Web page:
BYOB: Bring your own <insert the B>, be it bottle, booze, or beer. Chicago’s quirky liquor laws have led somewhere around 400 restaurants in the Windy City to implement bring your own policies, saving restaurant proprietors from long waits for expensive liquor licenses. Essentially restaurants can allow you to bring your own and provide glasses, corkscrews, and even rent out lockers for you to store your favorite bottles of wine in. Servers, however, cannot open or pour for you and you’re even supposed to take the empty bottle with you when you leave. I decided to test out Chicago’s BYOB at dinner with my sister-in-law, Heather, the other night by bringing our own bottle of wine.
We were headed for Thai, so decided a white wine would be best. I almost always lean toward red, but I did try a white blend called Conundrum on my trip to Napa Valley that I absolutely fell in love with. We set out on a search for Conundrum on our way to dinner, though were unsuccessful and settled on Evolution as an alternative after visits to 7 liquor stores along our 1/2 mile walk (apparently they like their booze in Chicago).
*By the way, Evolution is a blend of nine white varietals and it was delicious! It has a tropical scent and citrus taste that finishes with a crisp bite. Evolution is actually perfect for pairing with spicy Asian food just like the chicken coconut curry I had. It’s a great white for under $20.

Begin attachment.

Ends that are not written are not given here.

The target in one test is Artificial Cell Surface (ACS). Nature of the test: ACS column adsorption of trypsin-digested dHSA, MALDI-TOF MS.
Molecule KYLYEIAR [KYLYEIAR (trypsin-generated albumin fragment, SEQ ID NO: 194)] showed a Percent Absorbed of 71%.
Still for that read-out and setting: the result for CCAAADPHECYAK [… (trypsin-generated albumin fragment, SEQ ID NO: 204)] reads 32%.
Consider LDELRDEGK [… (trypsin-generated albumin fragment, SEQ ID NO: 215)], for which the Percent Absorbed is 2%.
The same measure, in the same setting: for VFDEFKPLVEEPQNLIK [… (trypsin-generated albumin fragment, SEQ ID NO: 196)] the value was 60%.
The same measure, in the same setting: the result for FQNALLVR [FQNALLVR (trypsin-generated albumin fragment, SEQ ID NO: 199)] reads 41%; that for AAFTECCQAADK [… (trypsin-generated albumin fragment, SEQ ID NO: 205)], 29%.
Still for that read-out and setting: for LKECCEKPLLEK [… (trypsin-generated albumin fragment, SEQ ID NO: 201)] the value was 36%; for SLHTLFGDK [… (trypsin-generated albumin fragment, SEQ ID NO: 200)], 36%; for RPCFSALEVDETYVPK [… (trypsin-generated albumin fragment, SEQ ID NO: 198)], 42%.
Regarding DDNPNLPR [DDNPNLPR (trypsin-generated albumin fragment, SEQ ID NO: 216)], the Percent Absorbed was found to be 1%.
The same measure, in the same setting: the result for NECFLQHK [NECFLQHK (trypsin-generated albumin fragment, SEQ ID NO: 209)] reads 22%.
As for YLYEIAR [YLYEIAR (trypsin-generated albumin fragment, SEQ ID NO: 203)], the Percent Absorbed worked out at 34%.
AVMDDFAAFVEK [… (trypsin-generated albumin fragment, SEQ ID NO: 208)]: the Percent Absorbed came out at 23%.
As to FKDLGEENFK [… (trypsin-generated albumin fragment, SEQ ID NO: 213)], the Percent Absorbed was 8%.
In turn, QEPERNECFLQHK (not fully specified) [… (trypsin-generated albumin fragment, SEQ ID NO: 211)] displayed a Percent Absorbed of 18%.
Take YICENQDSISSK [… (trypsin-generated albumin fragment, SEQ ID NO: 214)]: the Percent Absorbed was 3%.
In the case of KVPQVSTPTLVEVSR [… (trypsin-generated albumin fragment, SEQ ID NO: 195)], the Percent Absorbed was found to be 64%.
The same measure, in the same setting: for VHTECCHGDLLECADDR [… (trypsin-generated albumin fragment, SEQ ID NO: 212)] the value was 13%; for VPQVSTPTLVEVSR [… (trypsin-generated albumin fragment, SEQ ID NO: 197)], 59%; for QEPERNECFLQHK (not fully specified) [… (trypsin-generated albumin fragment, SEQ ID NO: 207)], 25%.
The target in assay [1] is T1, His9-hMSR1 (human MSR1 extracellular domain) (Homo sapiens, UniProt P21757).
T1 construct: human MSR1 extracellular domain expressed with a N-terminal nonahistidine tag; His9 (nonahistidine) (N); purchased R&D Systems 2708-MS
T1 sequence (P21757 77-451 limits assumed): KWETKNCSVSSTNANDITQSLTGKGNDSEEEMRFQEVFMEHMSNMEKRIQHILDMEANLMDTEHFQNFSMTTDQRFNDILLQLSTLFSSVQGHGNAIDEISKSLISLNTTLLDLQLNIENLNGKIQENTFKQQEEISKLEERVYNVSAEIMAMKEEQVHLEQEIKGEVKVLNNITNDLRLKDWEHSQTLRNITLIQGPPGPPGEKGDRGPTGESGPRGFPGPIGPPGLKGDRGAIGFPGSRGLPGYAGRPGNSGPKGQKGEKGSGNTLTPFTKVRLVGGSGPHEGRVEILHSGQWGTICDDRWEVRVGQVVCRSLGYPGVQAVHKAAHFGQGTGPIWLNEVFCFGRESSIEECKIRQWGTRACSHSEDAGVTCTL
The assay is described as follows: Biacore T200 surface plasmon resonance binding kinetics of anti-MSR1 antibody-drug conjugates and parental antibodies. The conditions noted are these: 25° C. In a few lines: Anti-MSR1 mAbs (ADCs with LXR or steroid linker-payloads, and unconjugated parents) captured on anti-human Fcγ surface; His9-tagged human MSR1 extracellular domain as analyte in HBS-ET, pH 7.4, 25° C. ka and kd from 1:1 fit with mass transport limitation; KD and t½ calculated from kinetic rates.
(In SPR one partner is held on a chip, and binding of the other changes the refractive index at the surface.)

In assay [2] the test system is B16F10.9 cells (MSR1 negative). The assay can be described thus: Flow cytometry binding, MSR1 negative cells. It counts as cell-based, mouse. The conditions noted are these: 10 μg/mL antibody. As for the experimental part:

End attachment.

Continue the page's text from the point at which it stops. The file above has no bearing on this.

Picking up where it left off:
There’s something almost sinister feeling about pulling a brown bag wrapped bottle of wine out of your purse in a restaurant – like the adult version of sneaking candy in to the movie theater. But no sooner had I pulled my bottle out of its wrapping and our server was bringing a corkscrew, glasses, and an ice bucket. We opened and poured our own wine, as expected since restaurants without a liquor license can’t handle liquor at all.
Digging in to the Chicago BYOB culture, I learned that there are actually a variety of different kinds of BYOB restaurants. Some restaurants are simply on the long waiting list for their liquor license while others never intend to get one. And some restaurants do have liquor licenses but will let customers bring their own special bottle of wine (for a corking fee, of course) just to make them happy.
A Few Tips for BYOB
- Most restaurants proudly display their BYOB status with signs, sometimes flashing neon ones, in their windows.
- Many restaurants are only BYOB while they wait for their liquor license, so some restaurant proprietors in Chicago suggest you call ahead and confirm BYOB is okay before heading out to dinner.
- Don’t bring a bottle of wine to a BYOB restaurant that lists it on their wine list; it’s just bad manners.
- Remember to take your empty bottle with you! You don’t want your favorite BYOB to get fined if it looks like they are handing liquor without a liquor license.
- Check out the Chicago BYOB Guide, which lists more than 400 BYOB restaurants in the city and suburbs, liquor stores where you can find the perfect bottle of wine (though apparently not Conundrum!), corkage fees for restaurants that charge them, and more BYOB etiquette tips.
Have you been to a Chicago BYOB?